## Prize Description

The Vasil A. Popov Prize was established in memory of the late Professor Vasil A. Popov of Bulgaria in recognition of his outstanding contributions to mathematics. The Prize was created in 1995 and has been maintained solely by contributions from his colleagues, friends, and those who support the existence of such a prize. The Prize recognizes distinguished research accomplishments in Approximation Theory and related areas of mathematics. Eligibility for the Prize is restricted to young mathematicians removed less than 6 years from their doctoral degree.

The Vasil A. Popov Prize, which consists of an engraved marble trophy and a cash award of 2000 euros, is awarded every third year at the Foundation of Computational Mathematics (FoCM) conference.

The Vasil A. Popov Prize is good for mathematics ! It brings recognition to an important area of mathematical research, bridging theory and applications, and encourages young talented mathematicians engaging into this area.

The First Prize in 1995 was awarded to **Albert Cohen** (Paris VI) ; the Second Prize in 1998 to **Arno Kuijlaars** (Katholieke Universiteit in Leuven, Belgium) ; the Third Prize in 2001 to **Emmanuel Candes** (Cal Tech) ; the Fourth Prize in 2004 to **Serguei Denissov** (University of Wisconsin-Madison) ; the Fifth Prize in 2007 to **Mauro Maggioni** (Duke University) ; the Sixth Prize in 2010 to **Joel A. Tropp** (California Institute of Technology) ; the Seventh Prize in 2013 to **Andriy Bondarenko** (National Taras Shevchenko University of Kyiv) ; the Eighth Prize in 2016 to **Jean-Marie Mirebeau** (CNRS, Université Paris-Sud) ; the Ninth Prize in 2020 to **Danylo Radchenko** (ETH, Zurich) ; and the Tenth Prize in 2023 to **Matthew Colbrook** (Cambridge University).

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## Vasil A. Popov

Vasil Popov was born in Sofia, Bulgaria, on January 14, 1942. His father was a Doctor in Philosophy and his mother, a leading French translator, was a Chevalier of the Order of Arts and Literature. From the early days of communism his father was prosecuted for his political ideas. This left lasting marks on Vasil’s youth and affected his career choices later in life. He was married to Alexandra and had two sons : Alexandar and Atanas.

Young Vasil grew up smart and outgoing with a broad range of interests and skills. He played the piano, and took the full university courses on physics and mathematics simultaneously in only three and half years. His father’s background made science one of the few apolitical career options available. In 1965 Vasil Popov graduated from the Department of Mathematics at Sofia University and took a permanent position at the Institute of Mathematics of the Bulgarian Academy of Sciences. He became a Senior scientist in 1974, a Full Professor in 1981, and the youngest Corresponding Member of the Bulgarian Academy of Sciences in 1984. Throughout his career he taught mathematics at the Sofia University. He also visited many international research centers, such as the Steklov Institute in Moscow, the University of South Carolina in Columbia, and Temple University in Philadelphia. Vasil Popov died in Philadelphia on May 31, 1990.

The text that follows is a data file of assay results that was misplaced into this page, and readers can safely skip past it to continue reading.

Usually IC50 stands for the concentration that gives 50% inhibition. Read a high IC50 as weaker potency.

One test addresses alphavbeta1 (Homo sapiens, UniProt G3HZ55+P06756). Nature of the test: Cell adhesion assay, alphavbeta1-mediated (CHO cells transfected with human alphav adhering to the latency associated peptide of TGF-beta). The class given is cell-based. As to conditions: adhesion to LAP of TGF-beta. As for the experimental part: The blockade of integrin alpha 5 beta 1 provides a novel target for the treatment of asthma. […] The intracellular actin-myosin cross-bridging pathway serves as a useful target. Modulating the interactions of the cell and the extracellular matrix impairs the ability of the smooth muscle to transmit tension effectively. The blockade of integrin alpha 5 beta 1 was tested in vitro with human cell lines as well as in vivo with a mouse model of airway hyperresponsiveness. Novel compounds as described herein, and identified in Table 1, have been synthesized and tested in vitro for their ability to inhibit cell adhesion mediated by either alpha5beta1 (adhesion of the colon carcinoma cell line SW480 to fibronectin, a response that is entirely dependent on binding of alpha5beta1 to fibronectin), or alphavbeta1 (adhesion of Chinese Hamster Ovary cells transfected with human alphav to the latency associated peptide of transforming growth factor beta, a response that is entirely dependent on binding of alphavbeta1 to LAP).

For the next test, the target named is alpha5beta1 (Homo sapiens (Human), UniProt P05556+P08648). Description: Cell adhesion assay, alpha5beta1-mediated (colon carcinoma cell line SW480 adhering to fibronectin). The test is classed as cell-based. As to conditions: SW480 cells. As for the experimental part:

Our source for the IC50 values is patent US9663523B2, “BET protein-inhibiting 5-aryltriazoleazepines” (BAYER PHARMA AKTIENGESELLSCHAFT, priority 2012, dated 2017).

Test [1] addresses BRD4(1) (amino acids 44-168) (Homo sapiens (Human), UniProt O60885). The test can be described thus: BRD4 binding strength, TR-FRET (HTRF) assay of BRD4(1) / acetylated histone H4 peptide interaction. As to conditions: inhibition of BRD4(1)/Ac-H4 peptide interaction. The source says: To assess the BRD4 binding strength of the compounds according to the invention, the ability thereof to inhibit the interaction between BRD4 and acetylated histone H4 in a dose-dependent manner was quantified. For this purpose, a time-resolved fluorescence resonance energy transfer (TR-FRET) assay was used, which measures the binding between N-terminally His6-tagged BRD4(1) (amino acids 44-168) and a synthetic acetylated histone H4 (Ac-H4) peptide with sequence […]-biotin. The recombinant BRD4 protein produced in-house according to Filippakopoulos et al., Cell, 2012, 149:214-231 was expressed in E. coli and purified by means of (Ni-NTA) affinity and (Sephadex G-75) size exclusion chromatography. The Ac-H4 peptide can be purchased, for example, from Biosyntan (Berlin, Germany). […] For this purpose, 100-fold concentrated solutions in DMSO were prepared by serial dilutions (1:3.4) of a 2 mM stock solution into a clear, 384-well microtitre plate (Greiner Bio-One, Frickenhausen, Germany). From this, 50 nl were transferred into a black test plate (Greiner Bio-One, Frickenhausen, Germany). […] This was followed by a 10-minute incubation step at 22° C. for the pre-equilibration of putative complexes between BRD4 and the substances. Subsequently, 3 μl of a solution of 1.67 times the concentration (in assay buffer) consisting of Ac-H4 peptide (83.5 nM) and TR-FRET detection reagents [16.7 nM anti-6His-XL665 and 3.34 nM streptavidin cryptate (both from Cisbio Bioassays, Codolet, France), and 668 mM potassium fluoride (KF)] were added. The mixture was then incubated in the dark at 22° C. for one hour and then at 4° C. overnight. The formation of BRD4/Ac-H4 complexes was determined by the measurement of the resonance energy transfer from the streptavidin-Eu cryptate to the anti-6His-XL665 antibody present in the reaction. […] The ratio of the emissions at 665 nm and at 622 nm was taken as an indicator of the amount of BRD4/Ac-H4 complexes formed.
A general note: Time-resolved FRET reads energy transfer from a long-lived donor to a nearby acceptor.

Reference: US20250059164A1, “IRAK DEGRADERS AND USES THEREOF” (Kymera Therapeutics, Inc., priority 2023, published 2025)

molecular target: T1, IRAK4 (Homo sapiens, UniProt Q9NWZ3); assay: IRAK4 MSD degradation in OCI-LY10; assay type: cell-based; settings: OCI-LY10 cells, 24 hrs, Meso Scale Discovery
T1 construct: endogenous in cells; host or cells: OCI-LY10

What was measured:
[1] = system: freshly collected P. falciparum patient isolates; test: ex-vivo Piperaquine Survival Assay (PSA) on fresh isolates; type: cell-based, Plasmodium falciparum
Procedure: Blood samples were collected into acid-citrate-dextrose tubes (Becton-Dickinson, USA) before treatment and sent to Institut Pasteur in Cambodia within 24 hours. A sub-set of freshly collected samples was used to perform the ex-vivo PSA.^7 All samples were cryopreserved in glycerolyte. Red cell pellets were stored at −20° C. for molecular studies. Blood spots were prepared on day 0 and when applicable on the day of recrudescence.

His research focused primarily in Approximation theory. His PhD thesis « Convex Approximation’’ was written under the supervision of Blagovest Sendov and defended in 1971. He received a Doctor of Sciences degree in 1977 with a dissertation on « Direct and Converse Theorems in Approximation Theory ». Dr. Popov’s work included numerous publications and textbooks. He helped establish Bulgaria as an international scientific center by organizing multiple conferences and seminars. He guided more than 15 doctoral students, many of them continuing his work in Approximation theory and related areas in mathematics today.

Vasil Popov’s talent and creative energy made him a burning star that set early. His death was a great loss for the Bulgarian mathematics community, but his achievements and ideas continue to inspire many followers.

## Previous Winners

The Vasil A. Popov Prize was initiated in 1995 to honor the life and mathematics of Vasil Popov (1942-1990), the Bulgarian analyst best known for his work in Nonlinear Approximation. This Prize is awarded every 3 years by a select committee of eminent mathematicians, and is given for outstanding research done in approximation theory and other fields related to Vasil Popov’s work. Only young mathematicians— ie, a person who has received their PhD degree within the past six years— are eligible for the prize. Following is a list of previous winners of this prize since its inception.

The Tenth Vasil A. Popov Prize was awarded on June 19, 2023 to Matthew Colbrook from the University of Cambridge at the 2023 Foundations of Computational Mathematics (FoCM) conference.